SAN DIEGO, Calif.—Just because a man doesn't immediately respond to a call to the priesthood doesn't mean that the call won't be reissued and accepted later in life. Just ask William Olivas, who was ordained to the Order of St. Augustine last June at the age of 76.
As a child, William had served as an altar boy with the Augustinians in his hometown of Ojai, Calif. He entered their minor seminary, but World War U intervened. He served in Europe and then wrestled professionally for 25 years under names such as the Wild Man of Borneo and Elephant Boy.
He married a nurse named Martha. After he retired from wrestling, the couple operated Matilija Hot Springs in Ojai. They never missed Mass, and he was ordained a deacon in 1977. After his wife's death, he became an Augustinian brother. The timing of Brother Olivas’ ordination to the priesthood was particularly poignant because it marked the 20th anniversary of his ordination to the diaconate.
“I'm joyful and very happy. I enjoy celebrating Mass. I'm thinking young and looking ahead to the third millennium. God has a lot of plans,” said Father Olivas, the associate pastor of St. Thomas Aquinas parish in Ojai.
Like Father Olivas, Father Richard Huston was a deacon who returned to the seminary after his wife died. He had initially attended a seminary high school. He left, married, and embarked on a career as an architect.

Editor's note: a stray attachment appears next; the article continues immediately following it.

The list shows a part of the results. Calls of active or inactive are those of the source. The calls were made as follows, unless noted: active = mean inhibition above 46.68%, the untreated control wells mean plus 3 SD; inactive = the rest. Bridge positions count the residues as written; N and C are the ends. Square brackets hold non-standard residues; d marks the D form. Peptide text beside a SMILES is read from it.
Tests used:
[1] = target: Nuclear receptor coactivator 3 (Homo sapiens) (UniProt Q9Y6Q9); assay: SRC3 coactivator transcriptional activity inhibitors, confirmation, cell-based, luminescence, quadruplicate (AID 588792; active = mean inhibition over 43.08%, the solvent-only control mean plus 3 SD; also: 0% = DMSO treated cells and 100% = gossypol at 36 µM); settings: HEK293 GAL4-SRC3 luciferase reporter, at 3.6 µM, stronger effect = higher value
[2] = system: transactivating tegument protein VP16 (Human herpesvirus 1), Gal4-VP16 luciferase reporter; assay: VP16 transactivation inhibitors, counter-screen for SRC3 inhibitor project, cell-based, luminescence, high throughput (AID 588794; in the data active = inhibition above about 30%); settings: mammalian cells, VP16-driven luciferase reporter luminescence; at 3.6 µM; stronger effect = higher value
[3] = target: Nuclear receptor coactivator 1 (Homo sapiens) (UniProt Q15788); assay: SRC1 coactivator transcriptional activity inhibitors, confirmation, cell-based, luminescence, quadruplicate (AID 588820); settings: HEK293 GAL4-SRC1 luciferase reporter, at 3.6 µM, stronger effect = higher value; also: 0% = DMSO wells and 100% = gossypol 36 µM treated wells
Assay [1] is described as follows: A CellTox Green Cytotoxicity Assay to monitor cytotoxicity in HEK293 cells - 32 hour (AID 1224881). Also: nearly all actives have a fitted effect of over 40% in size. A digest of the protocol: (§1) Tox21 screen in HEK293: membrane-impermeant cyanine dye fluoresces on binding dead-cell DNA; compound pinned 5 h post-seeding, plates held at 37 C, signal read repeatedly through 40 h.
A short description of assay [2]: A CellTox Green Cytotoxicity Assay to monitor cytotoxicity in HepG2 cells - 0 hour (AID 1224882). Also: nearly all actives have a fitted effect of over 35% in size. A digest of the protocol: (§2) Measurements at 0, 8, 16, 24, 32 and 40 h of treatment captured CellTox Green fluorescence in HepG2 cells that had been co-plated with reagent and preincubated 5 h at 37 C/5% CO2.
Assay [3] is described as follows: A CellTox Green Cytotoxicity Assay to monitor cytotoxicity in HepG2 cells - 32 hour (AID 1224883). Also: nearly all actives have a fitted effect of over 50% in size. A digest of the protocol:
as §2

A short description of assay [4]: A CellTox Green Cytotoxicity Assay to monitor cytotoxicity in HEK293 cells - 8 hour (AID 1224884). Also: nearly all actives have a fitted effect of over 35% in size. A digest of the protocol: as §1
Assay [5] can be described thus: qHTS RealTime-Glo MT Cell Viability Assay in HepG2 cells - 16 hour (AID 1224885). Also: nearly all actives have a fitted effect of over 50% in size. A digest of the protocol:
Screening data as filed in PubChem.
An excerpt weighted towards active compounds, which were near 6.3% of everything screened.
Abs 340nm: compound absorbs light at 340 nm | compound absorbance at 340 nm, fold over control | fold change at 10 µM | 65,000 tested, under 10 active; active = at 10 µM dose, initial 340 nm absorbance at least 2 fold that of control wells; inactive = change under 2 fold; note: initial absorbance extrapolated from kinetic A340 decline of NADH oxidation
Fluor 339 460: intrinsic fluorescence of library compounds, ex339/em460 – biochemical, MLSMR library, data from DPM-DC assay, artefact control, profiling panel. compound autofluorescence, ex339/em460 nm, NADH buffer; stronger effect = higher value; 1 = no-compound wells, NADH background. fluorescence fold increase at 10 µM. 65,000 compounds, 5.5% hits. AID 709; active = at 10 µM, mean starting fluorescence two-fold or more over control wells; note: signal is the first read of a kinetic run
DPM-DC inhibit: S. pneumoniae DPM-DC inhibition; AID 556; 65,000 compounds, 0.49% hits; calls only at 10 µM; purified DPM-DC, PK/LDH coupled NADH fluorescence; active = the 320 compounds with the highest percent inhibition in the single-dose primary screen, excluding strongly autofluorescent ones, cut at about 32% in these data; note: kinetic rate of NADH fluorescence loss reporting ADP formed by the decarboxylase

Huston and his wife, Gloria, were married 43 years, and the now 71-year-old priest has three children and 14 grandchildren. As a deacon, he officiated at his daughter's marriage and baptized his grandson. Ordination to the priesthood in 1995 delighted his family.
“They're proud, they're happy. I enjoy it all, particularly when I'm in the sacristy to prepare for Mass. I see the longing and yearning of the people. I feel worthwhile,” said the priest who served in San Diego parishes until July 1.
Father Huston then began an assignment at the San Diego diocese's Office for Priestly Vocations. In that role, he will talk with the staff and students at St. Francis Seminary.
A later vocation is not merely a retirement option. It is also known as a second career vocation, reflecting a man's decision to leave a profession for the priesthood. Men have left behind any variety of occupations, from garbage collector, lawyer, psychologist, and doctor to attend Holy Apostles Seminary in Cromwell, Conn., said admissions director Father Ray Hal—liwell MSsA, himself a 64-year-old priest ordained in 1993 after a career in education.
Father Halliwell teaches at the seminary, sharing skills from his first career. He had responded to an earlier call and entered a Carmelite seminary. He left religious studies, intending to return. Instead, he worked as an elementary school and junior high school teacher and administrator in New York City.
Father Halliwell said the reasons for second career vocations are as varied as the priests involved. Father Olivas identifies with his order's founder. “St. Augustine walked away from the Lord when he was younger, but then the Lord said, ‘I got you,’” he said.
Father Huston expressed a similar sentiment. “I think [later vocation priests are] coming to an awareness that God has been calling them to the seminary all of their lives,” he said.